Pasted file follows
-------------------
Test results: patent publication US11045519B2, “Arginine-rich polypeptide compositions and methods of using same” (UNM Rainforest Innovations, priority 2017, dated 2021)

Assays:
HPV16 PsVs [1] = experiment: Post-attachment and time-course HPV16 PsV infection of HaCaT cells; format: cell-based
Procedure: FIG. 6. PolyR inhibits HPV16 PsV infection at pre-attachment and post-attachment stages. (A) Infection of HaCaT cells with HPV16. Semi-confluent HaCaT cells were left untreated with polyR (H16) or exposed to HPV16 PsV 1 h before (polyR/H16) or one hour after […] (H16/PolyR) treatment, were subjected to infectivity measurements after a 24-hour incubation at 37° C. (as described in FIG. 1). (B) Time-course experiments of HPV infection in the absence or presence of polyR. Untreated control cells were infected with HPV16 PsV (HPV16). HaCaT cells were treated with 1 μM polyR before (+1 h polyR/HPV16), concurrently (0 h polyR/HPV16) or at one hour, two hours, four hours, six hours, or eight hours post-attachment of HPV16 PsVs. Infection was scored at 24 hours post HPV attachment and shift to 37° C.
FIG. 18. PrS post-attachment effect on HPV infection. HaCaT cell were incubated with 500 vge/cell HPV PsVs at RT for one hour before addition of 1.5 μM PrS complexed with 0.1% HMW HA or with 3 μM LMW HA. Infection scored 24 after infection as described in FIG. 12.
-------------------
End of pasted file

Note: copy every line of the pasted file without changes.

Test results: patent publication US11045519B2, “Arginine-rich polypeptide compositions and methods of using same” (UNM Rainforest Innovations, priority 2017, dated 2021)

Assays:
HPV16 PsVs [1] = experiment: Post-attachment and time-course HPV16 PsV infection of HaCaT cells; format: cell-based
Procedure: FIG. 6. PolyR inhibits HPV16 PsV infection at pre-attachment and post-attachment stages. (A) Infection of HaCaT cells with HPV16. Semi-confluent HaCaT cells were left untreated with polyR (H16) or exposed to HPV16 PsV 1 h before (polyR/H16) or one hour after […] (H16/PolyR) treatment, were subjected to infectivity measurements after a 24-hour incubation at 37° C. (as described in FIG. 1). (B) Time-course experiments of HPV infection in the absence or presence of polyR. Untreated control cells were infected with HPV16 PsV (HPV16). HaCaT cells were treated with 1 μM polyR before (+1 h polyR/HPV16), concurrently (0 h polyR/HPV16) or at one hour, two hours, four hours, six hours, or eight hours post-attachment of HPV16 PsVs. Infection was scored at 24 hours post HPV attachment and shift to 37° C.
FIG. 18. PrS post-attachment effect on HPV infection. HaCaT cell were incubated with 500 vge/cell HPV PsVs at RT for one hour before addition of 1.5 μM PrS complexed with 0.1% HMW HA or with 3 μM LMW HA. Infection scored 24 after infection as described in FIG. 12.